Nov 1, 2023

Rat-a-Twee? A Lawsuit in Detroit

Who foots the bill? Or bills the foot?

By Ed Goldman

CBS News recently reported that a guy in Michigan was suing the Olive Garden restaurant—the place that promises you nonstop breadsticks and says, “When you’re here, you’re family”—for providing, at no extra charge, a rat foot in his soup. 

“An Oakland County man is suing Olive Garden for more than $25,000 after, he claims, he found a rat’s foot in a bowl of minestrone soup at a Detroit branch of the restaurant chain. Olive Garden denies it.

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Rodent Rage

“Thomas Howie, 54, filed the suit after visiting the eatery with some friends between 6 and 6:30 p.m….

“‘I felt something stab me in the mouth, and I wasn’t sure — the first thought was a needle,’ said Howie.”

Well, I’m not qualified to comment on the case. Not even as an expert witness who once found part of a Stokely Pictsweet frozen green-beans bag in a swank joint in Carmel, California. 

I’ve also lunched at the Olive Garden only once—and in the Sacramento region, not in Michigan, the state whose motto is the vaguely condescending “If you seek a pleasant peninsula, look about you.” (Why not add, “Like, Duhhhh”?)

For all I know, “rat foot soup” is one of the eatery’s signature starters. If so, I’m sure it would sound better in Italian (“zuppa con piede di ratto”). 

We tend to eat a lot of things that might sound more appealing in other languages. “Pork belly,” for example, is a slightly more appetizing entree when rendered in French as “poitrine de porc.” There’s something about ending a word with a c instead of a k that, if it doesn’t stimulate the salivary glands, at least gives it more class. (This is why French people have a picnic in a “parc.” Why is this better? Don’t asc.)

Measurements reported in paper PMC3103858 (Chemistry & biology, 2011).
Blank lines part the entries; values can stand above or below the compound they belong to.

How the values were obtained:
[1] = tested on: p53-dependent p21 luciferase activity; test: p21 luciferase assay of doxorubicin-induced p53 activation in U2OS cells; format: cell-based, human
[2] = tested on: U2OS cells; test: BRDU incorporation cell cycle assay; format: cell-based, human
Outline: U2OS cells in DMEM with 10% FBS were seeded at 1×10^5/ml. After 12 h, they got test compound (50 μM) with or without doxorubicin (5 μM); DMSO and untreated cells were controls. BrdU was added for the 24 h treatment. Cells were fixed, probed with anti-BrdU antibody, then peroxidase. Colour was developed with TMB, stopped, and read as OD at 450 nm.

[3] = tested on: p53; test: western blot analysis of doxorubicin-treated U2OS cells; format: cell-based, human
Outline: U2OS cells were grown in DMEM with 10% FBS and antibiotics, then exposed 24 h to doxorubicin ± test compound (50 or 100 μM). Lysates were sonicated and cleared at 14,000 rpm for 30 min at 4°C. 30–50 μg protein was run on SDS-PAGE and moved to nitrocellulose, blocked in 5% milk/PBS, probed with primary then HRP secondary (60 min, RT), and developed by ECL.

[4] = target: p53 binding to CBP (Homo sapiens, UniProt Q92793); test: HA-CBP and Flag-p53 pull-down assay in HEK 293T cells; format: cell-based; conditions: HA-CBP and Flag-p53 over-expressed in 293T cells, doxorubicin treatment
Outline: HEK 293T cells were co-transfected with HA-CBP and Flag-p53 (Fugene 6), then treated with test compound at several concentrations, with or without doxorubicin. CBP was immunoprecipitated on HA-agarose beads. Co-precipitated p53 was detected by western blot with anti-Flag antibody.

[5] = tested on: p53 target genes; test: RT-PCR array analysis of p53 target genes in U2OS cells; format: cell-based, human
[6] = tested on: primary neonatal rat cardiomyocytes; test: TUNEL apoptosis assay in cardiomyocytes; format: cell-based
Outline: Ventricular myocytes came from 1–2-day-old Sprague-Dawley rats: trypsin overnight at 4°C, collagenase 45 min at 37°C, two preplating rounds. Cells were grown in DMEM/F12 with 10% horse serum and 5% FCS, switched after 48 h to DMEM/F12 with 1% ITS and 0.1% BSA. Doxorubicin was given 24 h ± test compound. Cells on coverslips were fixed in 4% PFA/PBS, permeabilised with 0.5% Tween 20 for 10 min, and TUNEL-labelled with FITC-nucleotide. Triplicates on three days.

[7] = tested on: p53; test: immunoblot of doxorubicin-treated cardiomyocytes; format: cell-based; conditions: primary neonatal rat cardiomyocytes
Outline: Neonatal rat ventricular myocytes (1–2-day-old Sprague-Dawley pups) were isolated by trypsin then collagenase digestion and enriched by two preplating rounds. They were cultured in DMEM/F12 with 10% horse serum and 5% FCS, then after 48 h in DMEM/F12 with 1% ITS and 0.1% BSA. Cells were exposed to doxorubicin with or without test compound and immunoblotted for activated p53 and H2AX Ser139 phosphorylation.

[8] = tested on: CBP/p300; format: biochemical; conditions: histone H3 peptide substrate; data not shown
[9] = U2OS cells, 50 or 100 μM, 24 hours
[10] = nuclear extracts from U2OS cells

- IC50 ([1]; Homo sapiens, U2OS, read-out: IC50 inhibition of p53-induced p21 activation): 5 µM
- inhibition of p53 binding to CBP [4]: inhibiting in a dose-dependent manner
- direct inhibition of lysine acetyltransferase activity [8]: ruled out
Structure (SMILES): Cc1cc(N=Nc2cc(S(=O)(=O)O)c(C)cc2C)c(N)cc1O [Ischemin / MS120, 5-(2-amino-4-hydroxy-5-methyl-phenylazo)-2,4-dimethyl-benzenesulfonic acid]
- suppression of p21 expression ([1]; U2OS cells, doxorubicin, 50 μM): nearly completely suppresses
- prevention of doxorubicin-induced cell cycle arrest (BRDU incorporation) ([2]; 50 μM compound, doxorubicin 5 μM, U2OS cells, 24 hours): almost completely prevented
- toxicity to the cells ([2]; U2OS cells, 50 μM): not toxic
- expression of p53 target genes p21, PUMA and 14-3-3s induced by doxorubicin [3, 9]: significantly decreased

Face it, you might have happily tucked into your first serving of escargot before being told they were snails. Or that caviar is/are fish eggs.

On the other hand, “mushrooms” is a much pleasanter sounding dish than what the Italians call “funghi”—which in this usage means “funguses,” not someone who’s always cracking you up.

Why do we do this to ourselves in English—make perfectly savory foods sound worse? Does the word “sausage” really need to be modified by “blood,” for example? If that’s supposed to make it seem like a more enticing meal, why don’t we ask our brunch guests if they’re up for some “blood waffles” (served, of course, with “bottomless maimed mimosas”)?

If you were dining in Italy, would you order “casu marzu” knowing it was Italian for maggot cheese?

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When on a transcontinental layover in Iceland, would you wish to try the piscivore’s delight “hákarl” knowing it was decomposed shark carcass?

Since I don’t know if you read this column before or during a meal, I won’t reveal the ingredients in China’s “virgin boy eggs” except to reassure you they’re not scrambled boys. But almost as repulsive.